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Your Story: Highs and lows of working in the family business

Amber Turner and Jordan Ceresnie are engaged and work together
Submitted by Amber Turner
Amber Turner and Jordan Ceresnie are engaged and work together

Family bonding can be a reward for working in a family business. But there is also plenty Amber Turner worries about.

The restaurant industry took a beating in the economic downturn. Although some Wall Street analysts expect restaurants to pick up soon, a lagging restaurant industry makes Turner more than a little nervous. In her family, any trouble is multiplied.

Five members of Turner’s family work or have worked in the restaurant industry. More often than not, they’ve worked together. Turner now works with her fiancé (whom she met working at a restaurant) and her future mother-in-law at Zingerman’s in Ann Arbor.

Turner got an inkling of how fragile her industry can be in early 2009. That’s when the Matt Prentice Restaurant Group, owner of upscale and casual dining places in metro Detroit, began having financial trouble. Nobody in her family still works for or with the group, but three of them did then, and her father was a managing partner.

“They were doing a lot of cutbacks, cutting wages, laying people off, closing restaurants, and that was really scary,” Turner said.

Most of the restaurants in the group survived, but Prentice declared Chapter 7 personal bankruptcy in February.

The economics of the industry are out of her hands, so Turner tends to concentrate on what she sees as the benefits of working with family.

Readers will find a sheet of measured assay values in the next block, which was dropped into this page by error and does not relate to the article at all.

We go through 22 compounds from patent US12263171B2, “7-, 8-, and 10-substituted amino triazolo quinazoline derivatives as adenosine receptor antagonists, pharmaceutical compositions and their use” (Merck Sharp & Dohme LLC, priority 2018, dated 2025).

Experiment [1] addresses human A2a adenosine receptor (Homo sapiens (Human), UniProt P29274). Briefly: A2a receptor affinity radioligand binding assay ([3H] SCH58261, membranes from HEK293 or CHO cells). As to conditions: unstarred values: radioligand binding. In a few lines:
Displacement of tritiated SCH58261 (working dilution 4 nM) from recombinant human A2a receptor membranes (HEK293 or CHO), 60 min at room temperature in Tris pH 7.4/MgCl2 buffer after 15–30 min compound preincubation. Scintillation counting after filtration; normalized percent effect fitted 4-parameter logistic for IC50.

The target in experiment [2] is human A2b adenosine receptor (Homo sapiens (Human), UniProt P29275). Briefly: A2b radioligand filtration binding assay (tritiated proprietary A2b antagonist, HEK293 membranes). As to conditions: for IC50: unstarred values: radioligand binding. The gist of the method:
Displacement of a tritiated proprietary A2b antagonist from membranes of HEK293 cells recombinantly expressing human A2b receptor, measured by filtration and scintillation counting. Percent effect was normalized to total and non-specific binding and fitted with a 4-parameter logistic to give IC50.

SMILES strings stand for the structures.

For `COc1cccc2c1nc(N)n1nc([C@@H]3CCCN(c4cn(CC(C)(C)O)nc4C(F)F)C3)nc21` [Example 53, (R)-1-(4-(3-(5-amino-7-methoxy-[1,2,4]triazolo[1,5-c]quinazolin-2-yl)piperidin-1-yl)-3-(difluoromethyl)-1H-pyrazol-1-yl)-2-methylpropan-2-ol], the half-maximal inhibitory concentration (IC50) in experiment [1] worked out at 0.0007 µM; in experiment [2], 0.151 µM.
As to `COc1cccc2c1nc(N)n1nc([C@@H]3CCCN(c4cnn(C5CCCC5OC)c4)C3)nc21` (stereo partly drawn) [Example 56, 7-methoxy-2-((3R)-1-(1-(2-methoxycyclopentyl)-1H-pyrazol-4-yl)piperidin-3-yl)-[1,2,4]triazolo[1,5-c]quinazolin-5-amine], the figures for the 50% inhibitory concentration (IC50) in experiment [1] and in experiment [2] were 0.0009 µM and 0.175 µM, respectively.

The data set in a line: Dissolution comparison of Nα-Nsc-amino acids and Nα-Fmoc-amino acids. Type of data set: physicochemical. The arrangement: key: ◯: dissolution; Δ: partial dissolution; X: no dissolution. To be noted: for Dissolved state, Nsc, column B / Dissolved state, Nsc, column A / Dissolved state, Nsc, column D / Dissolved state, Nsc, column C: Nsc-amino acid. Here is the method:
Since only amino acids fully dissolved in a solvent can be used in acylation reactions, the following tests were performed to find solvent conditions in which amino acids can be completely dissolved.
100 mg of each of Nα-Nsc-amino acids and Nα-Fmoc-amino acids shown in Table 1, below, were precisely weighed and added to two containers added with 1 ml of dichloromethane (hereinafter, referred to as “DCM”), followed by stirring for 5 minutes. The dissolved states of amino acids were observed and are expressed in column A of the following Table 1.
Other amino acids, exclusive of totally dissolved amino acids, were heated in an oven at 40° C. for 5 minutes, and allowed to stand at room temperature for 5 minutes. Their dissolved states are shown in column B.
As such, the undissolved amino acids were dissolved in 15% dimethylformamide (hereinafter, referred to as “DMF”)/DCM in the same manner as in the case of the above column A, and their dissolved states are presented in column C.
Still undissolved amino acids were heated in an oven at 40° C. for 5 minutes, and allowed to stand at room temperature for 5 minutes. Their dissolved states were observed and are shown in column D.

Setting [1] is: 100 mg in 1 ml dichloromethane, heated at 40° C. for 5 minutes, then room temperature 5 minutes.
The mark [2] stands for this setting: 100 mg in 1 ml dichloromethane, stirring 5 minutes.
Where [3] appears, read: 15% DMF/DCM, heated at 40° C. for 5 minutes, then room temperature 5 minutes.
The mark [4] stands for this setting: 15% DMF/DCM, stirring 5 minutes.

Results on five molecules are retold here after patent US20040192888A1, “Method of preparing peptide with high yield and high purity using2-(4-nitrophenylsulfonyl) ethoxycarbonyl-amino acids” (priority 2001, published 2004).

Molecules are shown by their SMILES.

“I think what’s really unique about our family is that we’ve each been able to each take on our own aspect of the restaurant industry in a way that we enjoy,” she said. “I think it kind of brings us closer. Kind of like a family of lawyers.”

Turner now thinks she’s about as stable as she can get in the restaurant industry and she’s happy. She gushes about working at Zingerman’s in part because she believes the company has created a lasting role for itself.

“I feel what they give out to their customers and their community is more than just their food. I feel that if the community ever heard that they might close, a lot would happen to make sure it didn’t.”

Turner’s father has joked about the possibility of the family using their collective experience to open their own business in the future. She thinks it’s probably the economy that has stopped them, but it’s one of her fiancé’s long-term dreams. And she doesn’t rule it out either.